Today, on 25 March 2015, is Bela Bartok's 134th birthday. Not a "round" number, but still reason to celebrate him with his music.
I have completed now the recording of Bartok's "Rhapsody No.1", with both movements "Lassu" and "Friss". This is the version for violin and orchestra. Originally this composition was written by Bartok for piano and violin, but he transcribed it for orchestra and violin in 1929.
Already in 2001 I had created a rendition of "Lassu", at that time with my Yamaha MU-80 synthesizer and a viola soundfont. In 2014 I did revise this recording of "Lassu", using the Garritan Personal Orchestra 4 (GPO4) sample library for a more realistically sounding rendition. And now, in March 2015 I have tackled the 2nd movement, "Friss".
Both movements rely heavily on solo violin, which is a bit problematic to "play" on a regular piano keyboard. For this recording I have played this solo violin voice in live play, so that I could convey the varying tempi and attacks. I did use the "solo violin 1" (Stradivari) sample for this voice. In "Friss" there are also parts where the string sections are to be played by a few solo instruments, so I did use all of the other solo instruments from the GPO4 library.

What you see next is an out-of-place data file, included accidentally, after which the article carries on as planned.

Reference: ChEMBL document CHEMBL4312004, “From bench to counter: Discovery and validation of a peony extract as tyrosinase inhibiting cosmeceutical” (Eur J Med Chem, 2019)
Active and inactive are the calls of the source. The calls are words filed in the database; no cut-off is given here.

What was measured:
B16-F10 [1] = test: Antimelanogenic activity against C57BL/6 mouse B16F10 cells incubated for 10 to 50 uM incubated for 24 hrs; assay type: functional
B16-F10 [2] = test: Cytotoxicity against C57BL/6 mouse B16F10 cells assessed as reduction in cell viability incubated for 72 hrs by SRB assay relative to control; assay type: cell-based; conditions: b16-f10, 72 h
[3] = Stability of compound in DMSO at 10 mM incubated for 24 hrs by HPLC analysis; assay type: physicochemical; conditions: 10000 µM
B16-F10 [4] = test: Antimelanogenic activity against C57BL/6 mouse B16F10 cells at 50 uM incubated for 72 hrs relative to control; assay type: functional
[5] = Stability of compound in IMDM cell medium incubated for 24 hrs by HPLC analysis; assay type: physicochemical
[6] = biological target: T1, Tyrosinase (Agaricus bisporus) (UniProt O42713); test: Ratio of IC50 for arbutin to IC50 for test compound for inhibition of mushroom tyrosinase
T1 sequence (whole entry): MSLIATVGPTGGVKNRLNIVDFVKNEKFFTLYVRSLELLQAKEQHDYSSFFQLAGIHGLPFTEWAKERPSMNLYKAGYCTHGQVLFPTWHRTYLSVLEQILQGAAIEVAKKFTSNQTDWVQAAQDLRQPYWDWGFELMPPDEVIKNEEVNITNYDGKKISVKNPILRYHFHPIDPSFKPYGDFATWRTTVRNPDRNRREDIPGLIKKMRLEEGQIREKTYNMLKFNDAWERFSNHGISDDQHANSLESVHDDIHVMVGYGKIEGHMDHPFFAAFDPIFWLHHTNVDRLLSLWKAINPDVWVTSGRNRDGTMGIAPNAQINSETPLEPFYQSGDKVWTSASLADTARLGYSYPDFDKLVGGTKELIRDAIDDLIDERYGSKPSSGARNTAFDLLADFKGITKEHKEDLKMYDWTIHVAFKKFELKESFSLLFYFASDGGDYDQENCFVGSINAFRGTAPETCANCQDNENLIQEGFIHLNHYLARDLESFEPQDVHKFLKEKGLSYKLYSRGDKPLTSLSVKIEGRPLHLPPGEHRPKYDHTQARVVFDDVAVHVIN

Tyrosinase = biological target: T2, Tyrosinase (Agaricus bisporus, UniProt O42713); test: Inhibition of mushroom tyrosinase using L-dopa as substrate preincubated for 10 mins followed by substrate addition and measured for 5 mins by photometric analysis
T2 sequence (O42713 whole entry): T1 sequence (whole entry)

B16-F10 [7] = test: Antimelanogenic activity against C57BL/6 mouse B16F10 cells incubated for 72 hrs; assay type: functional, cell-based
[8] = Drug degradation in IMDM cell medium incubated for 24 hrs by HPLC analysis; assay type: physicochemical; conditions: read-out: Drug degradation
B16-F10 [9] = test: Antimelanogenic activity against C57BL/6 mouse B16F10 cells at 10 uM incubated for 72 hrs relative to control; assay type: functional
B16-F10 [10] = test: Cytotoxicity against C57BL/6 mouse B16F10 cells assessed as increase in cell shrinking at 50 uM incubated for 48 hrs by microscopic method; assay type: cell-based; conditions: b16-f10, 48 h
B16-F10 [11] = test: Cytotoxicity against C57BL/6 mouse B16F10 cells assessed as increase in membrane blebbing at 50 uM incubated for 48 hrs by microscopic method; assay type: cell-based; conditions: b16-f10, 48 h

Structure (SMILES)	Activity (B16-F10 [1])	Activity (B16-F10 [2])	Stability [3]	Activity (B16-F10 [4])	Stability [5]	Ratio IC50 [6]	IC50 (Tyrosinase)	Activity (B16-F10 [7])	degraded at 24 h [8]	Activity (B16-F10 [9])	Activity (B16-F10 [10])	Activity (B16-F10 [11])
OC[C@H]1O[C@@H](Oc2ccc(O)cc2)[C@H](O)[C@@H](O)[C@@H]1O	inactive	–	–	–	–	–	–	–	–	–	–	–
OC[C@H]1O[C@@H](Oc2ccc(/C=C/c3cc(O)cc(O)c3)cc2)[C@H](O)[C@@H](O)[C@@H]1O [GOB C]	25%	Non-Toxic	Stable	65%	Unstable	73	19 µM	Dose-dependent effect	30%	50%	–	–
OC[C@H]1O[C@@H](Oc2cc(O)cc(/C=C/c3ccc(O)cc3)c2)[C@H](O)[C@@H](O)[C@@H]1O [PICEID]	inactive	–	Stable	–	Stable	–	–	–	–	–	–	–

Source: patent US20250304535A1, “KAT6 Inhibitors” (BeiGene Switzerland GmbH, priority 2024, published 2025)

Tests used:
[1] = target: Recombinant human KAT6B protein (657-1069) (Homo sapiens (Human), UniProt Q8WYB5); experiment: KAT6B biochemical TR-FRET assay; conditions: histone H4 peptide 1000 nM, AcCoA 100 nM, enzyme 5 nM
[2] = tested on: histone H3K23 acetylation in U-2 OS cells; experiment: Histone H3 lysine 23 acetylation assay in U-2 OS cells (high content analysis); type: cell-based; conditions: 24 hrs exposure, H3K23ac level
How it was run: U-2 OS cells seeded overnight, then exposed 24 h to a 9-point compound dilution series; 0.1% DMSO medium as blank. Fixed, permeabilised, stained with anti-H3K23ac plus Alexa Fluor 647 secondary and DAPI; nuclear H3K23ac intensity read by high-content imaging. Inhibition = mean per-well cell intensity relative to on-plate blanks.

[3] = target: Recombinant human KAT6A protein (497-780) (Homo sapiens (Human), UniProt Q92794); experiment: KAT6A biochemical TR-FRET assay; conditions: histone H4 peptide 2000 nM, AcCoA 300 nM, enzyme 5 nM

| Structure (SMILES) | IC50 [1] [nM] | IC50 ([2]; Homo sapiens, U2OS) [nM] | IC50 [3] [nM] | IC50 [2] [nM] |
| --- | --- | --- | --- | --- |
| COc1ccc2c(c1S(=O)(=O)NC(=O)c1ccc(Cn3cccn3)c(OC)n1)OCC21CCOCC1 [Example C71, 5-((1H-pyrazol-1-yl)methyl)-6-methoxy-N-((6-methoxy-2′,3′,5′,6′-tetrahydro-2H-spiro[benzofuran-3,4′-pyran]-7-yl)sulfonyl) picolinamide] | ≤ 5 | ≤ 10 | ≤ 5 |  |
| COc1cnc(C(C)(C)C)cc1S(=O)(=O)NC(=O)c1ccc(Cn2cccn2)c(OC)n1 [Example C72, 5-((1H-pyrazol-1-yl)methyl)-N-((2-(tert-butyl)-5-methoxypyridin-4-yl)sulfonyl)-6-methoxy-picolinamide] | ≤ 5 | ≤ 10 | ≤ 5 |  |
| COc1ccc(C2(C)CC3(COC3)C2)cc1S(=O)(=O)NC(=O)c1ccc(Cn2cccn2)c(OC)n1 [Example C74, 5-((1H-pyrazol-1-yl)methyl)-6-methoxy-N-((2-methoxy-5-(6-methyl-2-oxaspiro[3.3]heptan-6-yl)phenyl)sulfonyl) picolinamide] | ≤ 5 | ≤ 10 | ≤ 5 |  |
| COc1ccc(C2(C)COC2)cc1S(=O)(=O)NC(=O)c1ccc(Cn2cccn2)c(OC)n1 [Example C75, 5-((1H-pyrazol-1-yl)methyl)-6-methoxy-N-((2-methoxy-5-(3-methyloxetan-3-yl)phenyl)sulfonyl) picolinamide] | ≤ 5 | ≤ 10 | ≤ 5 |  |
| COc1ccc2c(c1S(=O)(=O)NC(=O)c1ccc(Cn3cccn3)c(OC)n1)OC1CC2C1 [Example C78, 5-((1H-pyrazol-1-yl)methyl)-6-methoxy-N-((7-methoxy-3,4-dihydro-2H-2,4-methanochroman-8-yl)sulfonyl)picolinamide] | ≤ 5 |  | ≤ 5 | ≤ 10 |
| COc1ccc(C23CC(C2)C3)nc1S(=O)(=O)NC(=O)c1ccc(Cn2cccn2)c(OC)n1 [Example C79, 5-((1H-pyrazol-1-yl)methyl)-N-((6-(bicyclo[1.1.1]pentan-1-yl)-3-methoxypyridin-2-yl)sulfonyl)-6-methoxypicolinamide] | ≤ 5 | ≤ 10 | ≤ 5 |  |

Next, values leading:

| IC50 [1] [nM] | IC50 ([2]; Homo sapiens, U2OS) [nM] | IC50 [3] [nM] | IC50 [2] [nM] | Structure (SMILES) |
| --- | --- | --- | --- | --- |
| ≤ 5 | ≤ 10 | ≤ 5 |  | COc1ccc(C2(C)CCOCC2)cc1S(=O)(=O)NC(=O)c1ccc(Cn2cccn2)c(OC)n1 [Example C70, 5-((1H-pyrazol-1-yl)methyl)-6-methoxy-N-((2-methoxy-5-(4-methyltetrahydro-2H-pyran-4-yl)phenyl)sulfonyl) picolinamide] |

The cimbalom used here is a standard Cakewalk TTS softsynth from Sonar.
Here is now the completed recording of Rhapsody No.1. After the first movement, the 2nd one will play automatically.
The recording was created in Sonar Producer X1. It uses 3 instances of the ARIA player, with a total of 32 individual MIDI tracks and instruments.
There are two different possible endings in "Friss". I chose the one which is supposed to be used when both movements are played. Since "Friss" can also be played as a stand-alone movement without "Lassu", there is a different ending of "Friss" which does not refer in the end back to "Lassu".
Here is an encore: Béla Bartók on the piano, and violinist Josef Szigeti, for whom this composition was written, in a historic recording from 13 April 1940:
In this recording, apparently the second version of the "Friss" ending was used, even though both movements are played in sequence together.